claimed that the genetic system of the sweet pea is, as things go, fairly well understood. To do any of these things would require a control of events so lawless and rare that for ages they must probably remain classed as accidents. On the other hand, the modes by which combinations can be made, and by which new forms can be fixed, are through Mendelian analysis and the recent developments of genetic science now reasonably clear, and with that knowledge much of the breeder's work is greatly simplified. This part of the subject is so well understood that I need scarcely do more than allude to it.
A simple and interesting example is furnished by the work which Mr. H. M. Leake is carrying out in the case of cotton in India. The cottons of fine quality grown in India are monopodial in habit, and are consequently late in flowering. In the United Provinces a comparatively early-flowering form is required, as otherwise there is not time for the fruits to ripen. The early varieties are sympodial in habit, and the primary apex does not become a flower. Hitherto no sympodial form with cotton of high quality has existed, but Mr. Leake has now made the combination needed, and has fixed a variety with high-class cotton and the sympodial habit, which is suitable for cultivation in the United Provinces. Until genetic physiology was developed by Mendelian analysis, it is safe to say that a practical achievement of this kind could not have been made with rapidity or certainty. The research was planned on broad lines. In the course of it much light was obtained on the genetics of cotton, and features of interest were discovered which considerably advance our knowledge of heredity in several important respects. This work forms an admirable illustration of that simultaneous progress both towards the solution of a complex physiological problem and also towards the successful attainment of an economic object which should be the constant aim of agricultural research.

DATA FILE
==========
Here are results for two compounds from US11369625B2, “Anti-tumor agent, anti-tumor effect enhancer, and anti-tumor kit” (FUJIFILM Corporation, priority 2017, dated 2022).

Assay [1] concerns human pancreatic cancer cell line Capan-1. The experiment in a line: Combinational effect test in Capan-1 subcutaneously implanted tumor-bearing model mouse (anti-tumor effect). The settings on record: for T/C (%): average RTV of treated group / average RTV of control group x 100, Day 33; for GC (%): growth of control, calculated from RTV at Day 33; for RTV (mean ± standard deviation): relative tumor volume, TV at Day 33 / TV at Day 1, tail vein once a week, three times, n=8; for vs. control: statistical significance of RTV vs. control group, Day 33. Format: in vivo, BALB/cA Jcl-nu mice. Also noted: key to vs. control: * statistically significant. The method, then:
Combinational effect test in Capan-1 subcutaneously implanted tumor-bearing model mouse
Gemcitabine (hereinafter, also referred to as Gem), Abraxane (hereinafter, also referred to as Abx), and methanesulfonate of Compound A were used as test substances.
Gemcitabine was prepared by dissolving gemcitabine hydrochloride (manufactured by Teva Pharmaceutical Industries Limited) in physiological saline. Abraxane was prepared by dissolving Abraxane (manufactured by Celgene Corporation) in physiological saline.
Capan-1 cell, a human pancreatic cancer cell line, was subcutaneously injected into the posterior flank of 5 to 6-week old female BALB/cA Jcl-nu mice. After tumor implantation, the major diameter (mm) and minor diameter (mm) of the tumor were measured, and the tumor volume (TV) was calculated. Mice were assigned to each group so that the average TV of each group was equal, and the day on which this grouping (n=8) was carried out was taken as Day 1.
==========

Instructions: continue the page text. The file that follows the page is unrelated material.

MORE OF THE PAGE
Necessarily it follows that such assistance as genetics can at present give is applicable more to the case of plants and animals which can be treated as annuals than to creatures of slower generation. Yet this already is a large area of operations. One of the greatest advances to be claimed for the work is that it should induce raisers of seed crops especially to take more hopeful views of their absolute purification than have hitherto prevailed. It is at present accepted as part of the natural perversity of things that most high-class seed crops must throw "rogues," or that at the best the elimination of these waste plants can only be attained by great labor extended over a vast period of time. Conceivably that view is correct, but no one acquainted with modern genetic science can believe it without most cogent proof. Far more probably we should regard these rogues either as the product of a few definite individuals in the crop, or even as chance impurities brought